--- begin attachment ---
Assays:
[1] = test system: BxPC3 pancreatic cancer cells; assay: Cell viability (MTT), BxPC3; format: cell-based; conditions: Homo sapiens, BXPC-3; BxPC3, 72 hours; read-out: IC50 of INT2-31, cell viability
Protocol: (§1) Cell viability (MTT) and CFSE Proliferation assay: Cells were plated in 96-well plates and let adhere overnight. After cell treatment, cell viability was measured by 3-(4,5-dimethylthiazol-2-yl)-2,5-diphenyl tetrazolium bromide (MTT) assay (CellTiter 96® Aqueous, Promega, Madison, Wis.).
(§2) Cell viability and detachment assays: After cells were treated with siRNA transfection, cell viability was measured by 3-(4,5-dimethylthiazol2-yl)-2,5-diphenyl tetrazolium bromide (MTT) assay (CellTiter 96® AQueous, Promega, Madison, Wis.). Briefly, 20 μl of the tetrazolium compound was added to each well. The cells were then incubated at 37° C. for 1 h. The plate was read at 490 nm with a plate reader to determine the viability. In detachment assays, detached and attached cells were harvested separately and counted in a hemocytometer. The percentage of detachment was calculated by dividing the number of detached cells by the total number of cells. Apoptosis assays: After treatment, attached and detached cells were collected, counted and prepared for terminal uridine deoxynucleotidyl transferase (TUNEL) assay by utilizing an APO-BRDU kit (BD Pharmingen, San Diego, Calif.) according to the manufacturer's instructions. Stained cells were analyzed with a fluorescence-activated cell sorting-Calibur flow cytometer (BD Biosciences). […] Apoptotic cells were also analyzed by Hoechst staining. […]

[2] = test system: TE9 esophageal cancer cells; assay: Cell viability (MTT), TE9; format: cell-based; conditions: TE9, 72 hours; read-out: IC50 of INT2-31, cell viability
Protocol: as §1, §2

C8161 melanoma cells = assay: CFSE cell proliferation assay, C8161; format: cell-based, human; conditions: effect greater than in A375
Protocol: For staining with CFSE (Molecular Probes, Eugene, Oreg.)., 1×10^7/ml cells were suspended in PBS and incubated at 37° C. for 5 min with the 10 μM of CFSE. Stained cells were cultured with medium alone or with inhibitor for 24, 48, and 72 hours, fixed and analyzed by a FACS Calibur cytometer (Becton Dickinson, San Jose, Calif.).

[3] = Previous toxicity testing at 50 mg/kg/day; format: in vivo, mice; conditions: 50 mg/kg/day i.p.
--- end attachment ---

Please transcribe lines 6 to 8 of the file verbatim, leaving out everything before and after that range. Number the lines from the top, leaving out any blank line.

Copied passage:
Protocol: as §1, §2

C8161 melanoma cells = assay: CFSE cell proliferation assay, C8161; format: cell-based, human; conditions: effect greater than in A375
Protocol: For staining with CFSE (Molecular Probes, Eugene, Oreg.)., 1×10^7/ml cells were suspended in PBS and incubated at 37° C. for 5 min with the 10 μM of CFSE. Stained cells were cultured with medium alone or with inhibitor for 24, 48, and 72 hours, fixed and analyzed by a FACS Calibur cytometer (Becton Dickinson, San Jose, Calif.).